Gastronomically Terrific

January 31, 2016

Stilton and leek tarts

Filed under: starter, vegetarian — Tags: , , , , , , , — lawsonanna @ 2:13 pm

And so, on to the three courses I made for my dinner party in mid January… I had to pick vegetarian or fish courses, and make sure everybody coming liked what was on offer! So, for starters I chose this stilton and leek tarts.

The hardest part of this starter was making the cheese pastry. Not that this was especially hard, as long as you are used to making pastry! It took me 20 minutes or so rub all the ingredients together, roll out the pastry and cut out circles to line a yorkshire pudding tin.

The topping for the tarts is fried leek, topped with grated cheese and chopped parsley. An egg, cream and nutmeg mixture is then poured into each tart before being baked for 20 minutes. When I first poured in the wet mixture it spilled out the side of each tart a little (I had to cut the pastry rounds slightly smaller than recommended as I didn’t have a big enough cutter), and I was worried that the mixture would spill out over the sides once baked and look awful. It turns out I needn’t have worried – the whole thing rose (upwards, rather than outwards) in the oven, and they looked pretty impressive once baked. They tasted pretty good too!

Who made it: Anna

Recipe: Mary Berry’s Christmas Collection, pg. 39-40


July 3, 2015

Sweetcorn soup

Filed under: lunch, Uncategorized, vegetarian — Tags: , , , , , — lawsonanna @ 6:10 pm

Another lunch that I made when my mum was visiting for the week (hence the continuing lack of photos), this would have been easy… if the baby hadn’t woken up, deciding she wanted a really long feed… resulting in me leaving the vegetables cooking for too long and burning them slightly.

The vegetables that burnt slightly were leek, carrot and potato, which boiled slightly dry. Luckily my mum saved it just in time. I then added sweetcorn, and whizzed together all the vegetables in a blender. I then added a stock cube and some milk before serving up the soup.

Had I not nearly burnt the soup, it would have tasted pretty good. It was also a little too thick because a little too much of the water had boiled off. But if I didn’t have a crying, hungry baby, I’d attempt this easy soup again!

Who made it: Anna

Recipe: Hallelujah! Easter! By Wendy Dyer, Honor Harris and Judith Merrell, pg. 10-11

February 23, 2011

Italian Cod/Halloumi

Filed under: main — Tags: , , , , , — thinkingdan @ 9:36 pm

This slightly surprising way of eating cod was well adapted to Halloumi, although Anna assures me the cod was better. Still, it was a very pleasant dinner for not a huge amount of effort.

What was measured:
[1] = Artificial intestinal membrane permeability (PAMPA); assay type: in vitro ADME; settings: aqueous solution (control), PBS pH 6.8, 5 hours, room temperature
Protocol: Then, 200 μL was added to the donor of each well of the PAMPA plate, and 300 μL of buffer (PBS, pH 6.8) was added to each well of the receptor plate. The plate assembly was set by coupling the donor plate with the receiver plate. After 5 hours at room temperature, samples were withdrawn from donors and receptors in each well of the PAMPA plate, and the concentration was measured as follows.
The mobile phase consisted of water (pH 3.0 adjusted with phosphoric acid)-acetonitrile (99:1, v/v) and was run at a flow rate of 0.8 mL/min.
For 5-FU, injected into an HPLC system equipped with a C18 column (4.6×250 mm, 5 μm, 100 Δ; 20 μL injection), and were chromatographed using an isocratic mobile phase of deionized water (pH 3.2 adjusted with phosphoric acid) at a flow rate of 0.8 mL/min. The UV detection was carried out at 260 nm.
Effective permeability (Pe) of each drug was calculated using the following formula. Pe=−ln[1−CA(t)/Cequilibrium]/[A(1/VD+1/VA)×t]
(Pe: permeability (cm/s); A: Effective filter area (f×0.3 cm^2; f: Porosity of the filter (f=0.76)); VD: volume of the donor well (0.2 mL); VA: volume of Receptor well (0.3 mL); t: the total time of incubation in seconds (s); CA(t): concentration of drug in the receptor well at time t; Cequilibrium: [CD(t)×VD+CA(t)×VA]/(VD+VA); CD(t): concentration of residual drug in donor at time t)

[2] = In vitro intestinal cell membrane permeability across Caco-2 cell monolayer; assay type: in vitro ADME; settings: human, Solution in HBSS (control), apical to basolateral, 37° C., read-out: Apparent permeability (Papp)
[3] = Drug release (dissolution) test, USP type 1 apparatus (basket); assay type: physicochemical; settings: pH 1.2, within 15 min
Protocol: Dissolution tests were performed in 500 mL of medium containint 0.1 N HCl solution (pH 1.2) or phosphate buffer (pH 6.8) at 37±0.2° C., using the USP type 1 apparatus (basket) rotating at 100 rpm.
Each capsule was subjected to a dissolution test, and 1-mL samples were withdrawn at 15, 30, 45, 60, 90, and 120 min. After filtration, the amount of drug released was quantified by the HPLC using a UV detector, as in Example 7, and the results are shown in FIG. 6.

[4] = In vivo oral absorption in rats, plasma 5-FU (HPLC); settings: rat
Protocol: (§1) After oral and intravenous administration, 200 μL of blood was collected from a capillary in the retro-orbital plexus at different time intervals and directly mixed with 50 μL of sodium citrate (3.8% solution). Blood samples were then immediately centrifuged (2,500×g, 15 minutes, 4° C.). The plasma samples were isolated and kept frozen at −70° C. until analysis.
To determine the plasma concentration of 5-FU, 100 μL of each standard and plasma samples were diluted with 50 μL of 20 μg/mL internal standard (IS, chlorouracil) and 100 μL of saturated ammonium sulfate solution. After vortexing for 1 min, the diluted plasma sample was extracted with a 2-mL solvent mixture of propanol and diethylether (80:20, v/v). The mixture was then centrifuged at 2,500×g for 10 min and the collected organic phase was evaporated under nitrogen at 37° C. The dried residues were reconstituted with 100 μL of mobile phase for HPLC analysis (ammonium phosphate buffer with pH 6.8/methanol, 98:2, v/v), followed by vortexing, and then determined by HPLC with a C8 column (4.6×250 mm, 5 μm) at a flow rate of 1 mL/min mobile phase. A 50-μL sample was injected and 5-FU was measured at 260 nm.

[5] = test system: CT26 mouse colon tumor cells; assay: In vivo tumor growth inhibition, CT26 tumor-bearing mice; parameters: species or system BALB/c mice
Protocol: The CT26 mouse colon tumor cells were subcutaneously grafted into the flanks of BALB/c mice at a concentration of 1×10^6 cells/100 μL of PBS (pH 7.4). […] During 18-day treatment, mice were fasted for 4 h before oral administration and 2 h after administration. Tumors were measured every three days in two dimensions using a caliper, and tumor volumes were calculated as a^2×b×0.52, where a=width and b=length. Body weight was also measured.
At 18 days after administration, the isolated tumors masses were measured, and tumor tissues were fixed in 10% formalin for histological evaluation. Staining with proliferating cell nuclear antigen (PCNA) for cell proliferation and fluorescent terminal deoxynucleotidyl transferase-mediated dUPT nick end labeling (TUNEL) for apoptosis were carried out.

"Italian" Cod with breadcrumbs, with tasty potato cakes.

As you can see from the picture, the basic idea is to bake some cod with a breadcrumb topping that goes all crisp, and stops the fish from charring.¬† Onto this is placed a “dressing”, which is basically herbs and lemon – as usual I went overboard with the parsley ūüôā

Halloumi baked with breadcrumbs and mixed yumminess.

The halloumi replacement works very well, although the flavours don’t compliment the subtle flavourings in the drizzle and breadcrumbs in the way cod probably does.¬† It also sticks if you forget to grease the pan (which is why all the breadcrumbs fell off mine, and then were piled up on top…)¬† What makes it Italian is up for discussion – perhaps the herbs?¬† I’m pretty sure that the Halloumi is not served “Italian style” at any rate!

We had these with a favourite way of cooking potatoes – “leek and potato cakes with Gruy√®re”.

The Cod/Halloumi recipe (about 3 servings…)

To make the breadcrumbs: Melt a knob of butter and then mix well with a crumbled slice of bread, the rind and juice of half a lemon, 15g chopped walnuts, a sprig of rosemary and a tbsp chopped parsley.

To bake the cod/halloumi: grease and line a baking tray with tinfoil; cut 75g of halloumi into strips and lay our, or 150g cod fillet (per person). Sprinkle the breadcrumbs over and bake at 200 degrees celcius for 20-25 minutes.

To make the dressing: chop 1 tbsp parsley, 1 crushed garlic clove, the remaining lemon juice and rind, 1 sprig rosemary and mix in 2 tbsp oil; sprinkle over the cooked food when serving.

The potato cake recipe:

Boil 250g peeled potatoes, add milk or butter as needed and mash.  Meanwhile, Fry 1 well chopped leek  with 2 garlic cloves in butter.  Mix the potato and leek mixtures together when both are cooked, and remove from the heat.

Mix well with 1 beaten egg, 50g grated Gruyère cheese, 60g creme fraiche, 1 1/2 tbsp parsley and salt and pepper to taste.

Place the mixture on a greased tin and bake for 20-25 minutes at 200 degrees celcius until well browned (whether as cakes, or in muffin/yorkshire pudding tins).

From experience, it does seem that cheddar isn’t as good for this, although it doesn’t matter hugely.¬† Gruy√®re seems to make for a more solid cake.

The vegetables:

Remember to eat some greens!  Saute in melted butter if you are feeling naughty*.

Who made it: We both did different things as a combined effort.

Recipe: Leek and potato cakes with Gruy√®re: “The complete vegetarian Cookbook” by Sarah Brown, page 177. Italian cod: “The daily cook book” by Love Food, February 20th.

* The vegetables, obviously.  What were you thinking of?

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